9—"Evildoers shall be cut off."

10—"For yet a little while, and the wicked shall not be."

20—"The wicked shall perish,. . . into smoke shall they consume away."

22—"They that be cursed of him shall be cut off."

28—"The seed of the wicked shall be cut off."

34—"The wicked are cut off."

36—"He passed away, and, lo, he was not: ... he could not be found."

38—"The transgressors shall be destroyed together: the end of the wicked shall be cut off."

Or take the eighteenth chapter of Job, with seven declarations:

Vs. 5—"The light of the wicked shall be put out."

6—"His candle shall be put out with him."

12—"Destruction shall be ready at his side."

13—" It [destruction] shall devour the strength of his skin."

16—"His roots shall be dried up beneath, and above shall his branch be cut off."

17—"His remembrance shall perish from the earth."

18—"He shall be ... chased out of the world."

20:9—"The eye . . . shall see him no more."

A wide range of individual declarations of similar intent and equal intensity is scattered all the way from Genesis to Malachi.

B. Multiple Terms Signify Complete Destruction of Being

We here list alphabetically for reference some seventy variant expressions denoting the one thought of "destruction," "perishing," "consumption by fire," "turning to ashes," and "cessation of being," as portraying the fate of the wicked. Note the impressive, cumulative array:

Ashes under soles of feet —Mal. 4:3.

Be as though they had not been —Obadiah 16; Job 20:9; Ps. 37:10.

Be no more —Ps. 104:35; Prov. 10:25.

Become as nothing —Isa. 41:11, 12.

Blossom go up as dust —Isa. 5:20-24.

Blot out name forever —Ps. 9:5.

Blot out of existence —Deut. 29:20; Ps. 69:28.

Break in pieces —Job 34:24; Ps. 2:9.

Bring down to pit of destruction —Ps. 55:23.

Burn like tow —Isa. 1:31.

Burn them up —Mal. 4:1.

Burned up as cut thorns —Isa. 33:12.

Candle of wicked put out —Job 21:17.

Cast down to destruction —Ps. 73:18.

Cast down, unable to rise —Ps. 36:12.

Cast off forever —1 Chron. 28:9.

Chaff which wind drives away —Ps. 1:4.

Chased out of world —Job 18:18.

Consume —Ps. 59:13; 104:35; Isa. 29:20.

Consume away into smoke —Ps. 37:20.

Consumed —Job 22:20.

Consumed out of the earth —Ps. 104:35.

Cut down like grass —Ps. 37:2.

Cut off —Ps. 37:9, 22, 28, 34; 94:23; Prov. 2:22; Nahum 1:15.

Cut off remembrance from earth —Ps. 34:16.

Dash in pieces —Ps. 2:9.

Destroy —Ps. 145:20; Prov. 13:13.

Destroyed forever —Ps. 52:5; 92:7.

Destroy utterly —Ex. 22:20; Ps. 21:10.

Devour —Ps. 50:3.

Devour as stubble —Nahum 1:10.

Die —Eze. 18:4, 20.

Dissolved —Ps. 75:3.

Driven away like chaff —Ps. 1:4.

Eaten up like garment —Isa. 51:8.

Fire shall devour them —Ps. 21:9.

Lamp of wicked put out —Prov. 13:9; 24:20.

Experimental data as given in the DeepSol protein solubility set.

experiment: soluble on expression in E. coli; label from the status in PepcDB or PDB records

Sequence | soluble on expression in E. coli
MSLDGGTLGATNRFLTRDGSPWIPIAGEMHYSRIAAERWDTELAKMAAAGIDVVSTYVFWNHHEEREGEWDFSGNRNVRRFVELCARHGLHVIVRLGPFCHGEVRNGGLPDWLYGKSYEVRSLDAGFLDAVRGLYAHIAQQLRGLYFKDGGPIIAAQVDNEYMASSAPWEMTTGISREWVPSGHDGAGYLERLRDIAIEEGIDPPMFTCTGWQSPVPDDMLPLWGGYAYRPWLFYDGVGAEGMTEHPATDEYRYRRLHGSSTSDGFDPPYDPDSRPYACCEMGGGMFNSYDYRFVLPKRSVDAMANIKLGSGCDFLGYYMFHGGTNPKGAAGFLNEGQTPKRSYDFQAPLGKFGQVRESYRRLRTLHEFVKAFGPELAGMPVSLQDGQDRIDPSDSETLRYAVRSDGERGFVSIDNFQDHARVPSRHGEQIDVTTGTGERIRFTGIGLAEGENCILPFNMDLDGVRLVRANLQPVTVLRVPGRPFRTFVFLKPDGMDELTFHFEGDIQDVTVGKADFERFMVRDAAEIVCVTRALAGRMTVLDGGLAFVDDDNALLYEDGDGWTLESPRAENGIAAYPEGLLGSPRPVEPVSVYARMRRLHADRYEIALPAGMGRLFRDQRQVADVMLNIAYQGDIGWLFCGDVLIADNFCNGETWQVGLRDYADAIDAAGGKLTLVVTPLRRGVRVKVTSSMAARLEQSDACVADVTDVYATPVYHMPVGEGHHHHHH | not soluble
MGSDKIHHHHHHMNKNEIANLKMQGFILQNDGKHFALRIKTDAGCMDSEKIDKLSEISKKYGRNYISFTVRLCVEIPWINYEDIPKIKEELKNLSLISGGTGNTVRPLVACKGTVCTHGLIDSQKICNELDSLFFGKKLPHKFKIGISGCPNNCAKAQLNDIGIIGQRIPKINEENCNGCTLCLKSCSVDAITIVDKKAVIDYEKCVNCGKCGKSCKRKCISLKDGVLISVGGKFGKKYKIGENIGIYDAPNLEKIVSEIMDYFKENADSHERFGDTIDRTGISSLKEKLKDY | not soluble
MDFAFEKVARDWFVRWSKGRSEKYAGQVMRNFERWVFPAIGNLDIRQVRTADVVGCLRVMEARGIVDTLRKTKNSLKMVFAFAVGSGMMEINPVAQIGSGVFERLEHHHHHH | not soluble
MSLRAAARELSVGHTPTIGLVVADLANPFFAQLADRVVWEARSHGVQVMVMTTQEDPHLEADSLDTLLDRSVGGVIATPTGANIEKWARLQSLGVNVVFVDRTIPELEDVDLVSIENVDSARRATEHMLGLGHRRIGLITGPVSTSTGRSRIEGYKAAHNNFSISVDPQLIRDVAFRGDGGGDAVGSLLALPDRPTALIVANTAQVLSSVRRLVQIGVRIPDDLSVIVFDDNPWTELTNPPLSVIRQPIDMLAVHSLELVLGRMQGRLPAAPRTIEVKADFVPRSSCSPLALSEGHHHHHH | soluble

Leave neither root nor branch —Mal. 4:1.

Light of wicked be put out —Job 18:5.

Melt away as waters —Ps. 58:7.

Melt like wax —Ps. 68:2.

Name put out forever —Ps. 9:5.

Not be —Ps. 37:10; Prov. 12:7.

Overthrown —Prov. 12:7.

Perish —Ps. 37:20; 49:20; Isa. 41:11, 12.

Perish forever —Job 20:7.

Pluck thee out —Ps. 52:5.

Put away like dross —Ps. 119:119.

Put out light —Job 18:5, 6.

Put out name forever —Ps. 9:5.

Put to death —Lev. 27:29.

Quenched as fire of thorns —Ps. 118:12.

Quenched as tow —Isa. 43:17.

Rain of fire and brimstone —Ps. 11:6.

Return to dust —Gen. 3:19; Ps. 104:29.

Root out —Ps. 52:5; Prov. 2:22.

Roots dried up —Job 18:16.

Scattered —Ps. 92:9.

See him no more —Job 20:9.

Shall not be —Ps. 37:10.

Slay —Ps. 34:21; 62:3; 139:19; Isa. 11:4.

Stubble taken away by whirlwind —Isa. 40:24.

Swallow them up —Ps. 21:9.

Tear ... in pieces —Ps. 50:22.

Tread down —Ps. 60:12.

Turned into hell [she'ol or grave] —Ps. 9:17.

Utterly consumed —Ps. 37:20 (LXX 72:19).

Whirlwind passes, wicked no more —Prov. 10:25.

Wither as green herb —Ps. 37:2.

Such an array is overwhelming. But one conclusion can be drawn. It is to be particularly noted that all these variant terms are simply an unfolding or expansion of the original penalty threatened in Eden—death, or returning to the dust (Gen. 2:17; 3:19). They simply indicate the mode of destruction and the results. Summarizing, these multiple terms fall under four general categories. Anglican Vicar R. S. Callander, of Gloucester, England, has accurately analyzed and summarized them as indicating: Death by fire, or burning, set forth as the designated MODE of final punishment1 (Ps. 21:9; Mal. 4:1, 3; cf. Rev. 20:14, 15; Matt. 13:40, 42; 25:41, 46).

Perishing as the RESULT of such punishment (Ps. 37:28; cf. 2 Peter 2:12; John 3:14, 15). Death, or cessation of being, as the END of such punishment (Eze. 18:4, 20; Rom. 6:23; Rev. 21:8). Utter destruction is the permanent EFFECT of such punishment (Ps. 55:23; 92:7; 145:20; cf. Matt. 7:13; 10:28). And in support of these conclusions the New Testament confirms, adds to, and gives precision—such as specifying the "second death," of Revelation 20:6 and 21:8, by destruction in the lake of fire.

C. Eternal Torment No Part of Death Penalty